Los Angeles jewelry designer Lizzie Mandler has set down roots in the buzzy Sycamore District, opening her first boutique in the vicinity of Nili Lotan, Officine Générale, Just One Eye, Gigi’s Restaurant, Tartine and other hot spots on the new retail and restaurant row off La Brea.
The 1,600-square-foot boutique is the first place to shop Mandler’s full range of 18-karat gold women’s, men’s and bridal jewelry, including her signature knife-edge cuffs and rings (as worn by Rihanna); Cleo chain-link bracelets and necklaces, some inset with precious stones, and the V studs that have dotted Victoria Beckham’s ears.
“I felt for a long time the shift in retail coming to the brand experience,” said Mandler, who launched her business in 2012 and produces her collection in L.A. “I saw my clients wanted to connect with me and weren’t able to do that online. I felt there was enough of a pull to open a store.”
The L.A. native started designing when she was 16 years old, and her first client was her older brother, Anthony Mandler, a music video director who worked with Rihanna on “Diamonds,” as well as with Beyoncé, the Spice Girls, Taylor Swift and many more.
“Everything I made was for him, so men were my first clients,” she said, adding, “I’m on a path to fight for men’s jewelry. It’s a category that needs redefining. Men haven’t had the opportunity to see it in all the ways it needs to be seen….There’s nothing about jewelry that makes it masculine or feminine, there’s no constraints of biology…it’s more just a question of how it’s marketed or displayed.”
All of her pieces are designed to be unisex, and she’s big on layered chains and ear stacks. “Huggies we do in five sizes; they are easy to wear, you don’t have to take them out ever, and they are impactful,” she said.
There is something very L.A. in the way her jewelry can be worn with a T-shirt or a gown. “I work with yellow gold a lot, it’s really warm like sunshine. I also think there is nothing better than a lot of jewelry and a white T-shirt and that’s very L.A. Early in my career someone told me my brand was like a white T-shirt and they meant it as an insult. But what’s wrong with that? A white T-shirt is what we wear every day. I want my things to be what someone reaches for every day, not just once in a while.”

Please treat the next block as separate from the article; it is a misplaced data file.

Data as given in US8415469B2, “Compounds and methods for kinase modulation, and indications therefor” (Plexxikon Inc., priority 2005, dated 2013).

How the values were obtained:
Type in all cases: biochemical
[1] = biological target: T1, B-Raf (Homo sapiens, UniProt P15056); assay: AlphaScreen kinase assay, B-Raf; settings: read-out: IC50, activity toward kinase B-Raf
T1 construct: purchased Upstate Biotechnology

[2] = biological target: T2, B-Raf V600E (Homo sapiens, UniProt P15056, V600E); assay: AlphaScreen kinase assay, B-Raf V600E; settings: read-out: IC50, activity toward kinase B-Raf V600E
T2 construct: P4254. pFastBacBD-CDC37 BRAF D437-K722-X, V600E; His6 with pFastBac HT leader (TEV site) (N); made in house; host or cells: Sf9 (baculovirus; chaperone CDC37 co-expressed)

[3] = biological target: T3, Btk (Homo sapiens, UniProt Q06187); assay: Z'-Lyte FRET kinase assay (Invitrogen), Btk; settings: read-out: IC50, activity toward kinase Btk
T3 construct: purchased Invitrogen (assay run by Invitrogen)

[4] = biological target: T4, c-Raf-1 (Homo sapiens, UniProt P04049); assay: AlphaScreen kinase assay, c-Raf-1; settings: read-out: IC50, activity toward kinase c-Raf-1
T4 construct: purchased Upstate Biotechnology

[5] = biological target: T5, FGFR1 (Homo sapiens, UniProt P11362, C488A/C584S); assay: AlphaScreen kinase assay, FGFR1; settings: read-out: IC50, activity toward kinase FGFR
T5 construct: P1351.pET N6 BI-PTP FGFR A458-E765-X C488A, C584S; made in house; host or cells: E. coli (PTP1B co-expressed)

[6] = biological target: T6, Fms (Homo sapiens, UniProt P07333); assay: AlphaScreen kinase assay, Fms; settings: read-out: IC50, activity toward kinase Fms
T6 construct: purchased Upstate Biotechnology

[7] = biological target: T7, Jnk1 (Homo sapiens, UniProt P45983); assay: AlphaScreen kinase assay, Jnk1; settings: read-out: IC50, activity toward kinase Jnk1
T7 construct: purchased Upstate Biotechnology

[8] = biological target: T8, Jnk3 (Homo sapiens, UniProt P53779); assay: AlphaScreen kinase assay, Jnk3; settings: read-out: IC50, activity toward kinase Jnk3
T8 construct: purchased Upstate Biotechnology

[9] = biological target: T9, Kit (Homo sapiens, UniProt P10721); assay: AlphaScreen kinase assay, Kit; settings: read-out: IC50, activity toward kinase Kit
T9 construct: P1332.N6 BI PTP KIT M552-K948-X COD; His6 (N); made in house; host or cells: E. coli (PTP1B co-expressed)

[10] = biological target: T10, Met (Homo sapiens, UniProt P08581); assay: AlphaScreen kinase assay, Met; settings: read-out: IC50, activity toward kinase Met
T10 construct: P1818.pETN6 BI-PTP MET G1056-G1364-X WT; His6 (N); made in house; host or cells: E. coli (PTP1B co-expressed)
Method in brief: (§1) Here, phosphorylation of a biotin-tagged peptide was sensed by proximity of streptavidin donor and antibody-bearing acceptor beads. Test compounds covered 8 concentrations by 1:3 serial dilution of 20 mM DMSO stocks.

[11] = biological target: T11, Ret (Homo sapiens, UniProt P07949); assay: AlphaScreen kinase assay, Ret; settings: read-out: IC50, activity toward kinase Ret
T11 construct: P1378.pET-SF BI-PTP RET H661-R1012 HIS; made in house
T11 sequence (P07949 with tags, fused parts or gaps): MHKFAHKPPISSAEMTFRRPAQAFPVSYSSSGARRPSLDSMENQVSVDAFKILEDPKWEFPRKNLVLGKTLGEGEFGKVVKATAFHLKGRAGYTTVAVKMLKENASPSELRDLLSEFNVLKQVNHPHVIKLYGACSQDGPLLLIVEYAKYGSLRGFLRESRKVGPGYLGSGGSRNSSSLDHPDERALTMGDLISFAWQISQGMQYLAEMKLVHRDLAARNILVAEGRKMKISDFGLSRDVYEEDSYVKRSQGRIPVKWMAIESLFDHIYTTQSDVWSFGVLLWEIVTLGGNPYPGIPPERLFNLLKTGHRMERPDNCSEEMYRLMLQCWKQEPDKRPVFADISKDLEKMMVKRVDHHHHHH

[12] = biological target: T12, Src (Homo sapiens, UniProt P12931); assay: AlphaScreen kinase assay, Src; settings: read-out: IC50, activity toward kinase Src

Mandler’s business is 60/40 direct-to-consumer/wholesale. She sells at Nordstrom, Matchesfashion, Dover Street Market and Browns, among other retailers. Of her d-to-c business, 50 percent is custom.
“Another part of building this store was giving my bridal clients a space that felt worthy of that experience. Custom jewelry is really intimate, it takes a lot of trust and I get really into people’s lives,” she said.
She collaborated with designer Lauren Feiner for the store’s warm interior with brass fixtures and off-black carpet, meant to evoke the sexy salons of ’70s vanguard Halston and Elsa Perretti. Jewelry cases were custom fabricated by local makers Hanson Works and De Winter Metalworks.
Mandler’s business has grown consistently year-over-year, mostly through word of mouth. She is heading to the Couture show in Las Vegas with a collection that plays with the motif of fluting, inspired by the ridged privacy glass that separates her store floor from her offices in the back.
“Early on, the first thing we decided on was the privacy glass and I fell in love with the fluting. So this season, a lot of the work I did mirrored that. I took this fluted idea and that transformed into a heavy ’70s feeling, which I love also,” she said, showing off a bold gold cuff with a fluted surface.
She’s also expanding the ’70s feeling into large, clear crystal beads. “It’s more playing on Bakelite, but not actually Bakelite, but that look and mixing in pearls.”